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  • Cañada del Oro River Park

    Steam Pump Ranch - 52

    Steam Pump Ranch
    Acreage: 7.36

    Date Listed on National Register: 9/2/09

    Period of Significance: 1874-1962

    Description: Steam Pump Ranch houses the remains of an 1870s blacksmith shop and adobe building once protecting a prized groundwater pump driven by steam power; it's water used to fatten cattle for railroad shipping and raise chickens for eggs that would supply the Pioneer Hotel in Tucson. This place played a key role in the burgeoning ranching and food production businesses of the region and the development of Oro Valley. Today, Steam Pump Ranch contains adobe buildings and structures that supported the working ranch and agricultural enterprise—an architecture reflective of two eras of ownership, the (a) Pusch era (c. 1874-1931; and (b) Procter/Leiber era (c. 1933-2005).  Mature trees surround residential ranch houses, bunk houses, outbuildings, a barbecue, outdoor stage, and chicken coops. 

    Honey Bee Village Conservation Park - 53

    Honey Bee Village sign
    Year Built/Established:

    Architect/Style/Site Function: Village

    Description: An ancestral Native American site, Honey Bee Village over looks the Santa Catalinas Mountains to the east and Pusch Ridge. Here a thriving community subsisted for several generations. Residents farmed, wove fiber, built their houses with timbers and dried mud, and even adorned their clothing with shell jewelry  brought from the Gulf of California. A walking path and additional signage can be found at this site.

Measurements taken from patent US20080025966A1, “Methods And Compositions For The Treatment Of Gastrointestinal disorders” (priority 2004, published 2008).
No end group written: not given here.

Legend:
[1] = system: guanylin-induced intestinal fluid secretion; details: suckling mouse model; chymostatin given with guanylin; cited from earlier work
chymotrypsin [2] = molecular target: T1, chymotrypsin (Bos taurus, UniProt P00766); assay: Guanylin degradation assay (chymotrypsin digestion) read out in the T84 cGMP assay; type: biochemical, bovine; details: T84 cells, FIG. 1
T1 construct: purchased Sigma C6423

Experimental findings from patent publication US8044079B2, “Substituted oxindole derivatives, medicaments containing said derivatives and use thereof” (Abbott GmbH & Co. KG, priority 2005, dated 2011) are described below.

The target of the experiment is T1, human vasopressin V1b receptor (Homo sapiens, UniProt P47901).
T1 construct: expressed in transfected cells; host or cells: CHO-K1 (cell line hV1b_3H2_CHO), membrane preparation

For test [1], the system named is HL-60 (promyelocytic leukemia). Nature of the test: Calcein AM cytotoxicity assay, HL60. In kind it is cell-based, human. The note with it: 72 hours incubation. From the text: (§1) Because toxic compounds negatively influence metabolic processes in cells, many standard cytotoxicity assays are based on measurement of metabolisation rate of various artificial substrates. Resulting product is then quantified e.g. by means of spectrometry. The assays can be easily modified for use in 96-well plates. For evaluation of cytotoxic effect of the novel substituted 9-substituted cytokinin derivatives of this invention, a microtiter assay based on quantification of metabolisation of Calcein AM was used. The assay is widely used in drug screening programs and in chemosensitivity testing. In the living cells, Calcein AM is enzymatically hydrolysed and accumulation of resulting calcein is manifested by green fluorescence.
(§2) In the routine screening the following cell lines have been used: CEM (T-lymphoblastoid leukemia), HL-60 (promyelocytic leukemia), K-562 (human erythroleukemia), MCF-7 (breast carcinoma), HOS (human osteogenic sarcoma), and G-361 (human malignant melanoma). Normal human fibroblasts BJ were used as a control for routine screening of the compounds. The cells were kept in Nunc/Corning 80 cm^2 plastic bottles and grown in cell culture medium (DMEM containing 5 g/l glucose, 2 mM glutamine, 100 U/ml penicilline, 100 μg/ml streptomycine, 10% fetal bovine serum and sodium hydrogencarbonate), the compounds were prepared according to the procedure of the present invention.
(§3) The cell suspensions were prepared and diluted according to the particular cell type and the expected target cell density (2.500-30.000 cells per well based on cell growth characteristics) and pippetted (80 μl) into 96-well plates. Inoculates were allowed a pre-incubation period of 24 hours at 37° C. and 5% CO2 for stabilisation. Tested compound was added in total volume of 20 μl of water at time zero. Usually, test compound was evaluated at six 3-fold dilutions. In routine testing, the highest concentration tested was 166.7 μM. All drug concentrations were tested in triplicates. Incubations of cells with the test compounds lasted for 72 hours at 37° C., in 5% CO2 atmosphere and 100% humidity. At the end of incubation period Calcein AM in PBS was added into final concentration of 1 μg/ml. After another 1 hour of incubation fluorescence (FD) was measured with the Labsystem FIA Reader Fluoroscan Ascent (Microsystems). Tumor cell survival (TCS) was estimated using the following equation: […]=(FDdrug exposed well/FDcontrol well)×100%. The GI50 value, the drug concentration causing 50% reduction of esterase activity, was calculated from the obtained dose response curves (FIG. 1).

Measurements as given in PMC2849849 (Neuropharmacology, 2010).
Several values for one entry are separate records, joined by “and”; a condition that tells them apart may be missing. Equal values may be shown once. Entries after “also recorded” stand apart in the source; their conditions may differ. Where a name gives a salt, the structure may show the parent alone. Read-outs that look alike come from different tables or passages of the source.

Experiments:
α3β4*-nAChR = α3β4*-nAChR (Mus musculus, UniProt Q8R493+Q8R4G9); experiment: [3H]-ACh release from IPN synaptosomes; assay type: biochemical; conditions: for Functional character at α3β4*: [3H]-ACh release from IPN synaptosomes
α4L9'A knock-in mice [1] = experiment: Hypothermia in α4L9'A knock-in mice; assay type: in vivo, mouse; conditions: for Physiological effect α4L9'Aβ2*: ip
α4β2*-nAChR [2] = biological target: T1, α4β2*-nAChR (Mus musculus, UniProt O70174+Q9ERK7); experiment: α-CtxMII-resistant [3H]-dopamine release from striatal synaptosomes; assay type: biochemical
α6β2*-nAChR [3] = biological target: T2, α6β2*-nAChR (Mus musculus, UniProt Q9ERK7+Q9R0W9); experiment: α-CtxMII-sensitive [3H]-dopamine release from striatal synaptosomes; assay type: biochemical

Romero Ruin/Catalina State Park - 54

    Catalina State Park
    One of several large Hohokam villages in the Tucson Basin, the Romero Ruin is the largest archaeological site in Catalina State Park. Decorated pottery found at the site suggests the Hohokam lived at this settlement continuously for 1,000 years. Four centuries after the Hohokam left this place, Francisco and Victoriana Romero made this site their home. They built several structures on top of the Hohokam settlement, within the wall that had enclosed the last phase of the ancient village. The walls of this mid-1800s settlement are still standing today.
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    The Chuck Huckelberry Loop

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